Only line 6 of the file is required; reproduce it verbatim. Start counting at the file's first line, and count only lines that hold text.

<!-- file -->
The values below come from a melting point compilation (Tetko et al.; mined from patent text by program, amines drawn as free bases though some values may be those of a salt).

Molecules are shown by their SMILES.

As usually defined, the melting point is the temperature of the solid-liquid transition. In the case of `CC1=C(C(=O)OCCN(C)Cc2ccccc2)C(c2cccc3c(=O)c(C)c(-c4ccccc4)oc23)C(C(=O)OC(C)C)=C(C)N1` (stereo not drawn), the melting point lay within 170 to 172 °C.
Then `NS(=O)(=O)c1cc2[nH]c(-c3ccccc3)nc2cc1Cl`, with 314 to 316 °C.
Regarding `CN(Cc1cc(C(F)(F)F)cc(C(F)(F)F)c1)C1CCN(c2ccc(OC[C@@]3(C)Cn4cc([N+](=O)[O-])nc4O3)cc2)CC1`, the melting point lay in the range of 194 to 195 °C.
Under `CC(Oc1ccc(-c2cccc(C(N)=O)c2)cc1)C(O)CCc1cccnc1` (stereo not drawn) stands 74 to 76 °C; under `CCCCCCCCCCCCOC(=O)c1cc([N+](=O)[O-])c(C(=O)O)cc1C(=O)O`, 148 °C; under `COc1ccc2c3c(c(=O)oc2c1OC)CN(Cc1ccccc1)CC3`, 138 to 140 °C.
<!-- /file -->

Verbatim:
Under `CC(Oc1ccc(-c2cccc(C(N)=O)c2)cc1)C(O)CCc1cccnc1` (stereo not drawn) stands 74 to 76 °C; under `CCCCCCCCCCCCOC(=O)c1cc([N+](=O)[O-])c(C(=O)O)cc1C(=O)O`, 148 °C; under `COc1ccc2c3c(c(=O)oc2c1OC)CN(Cc1ccccc1)CC3`, 138 to 140 °C.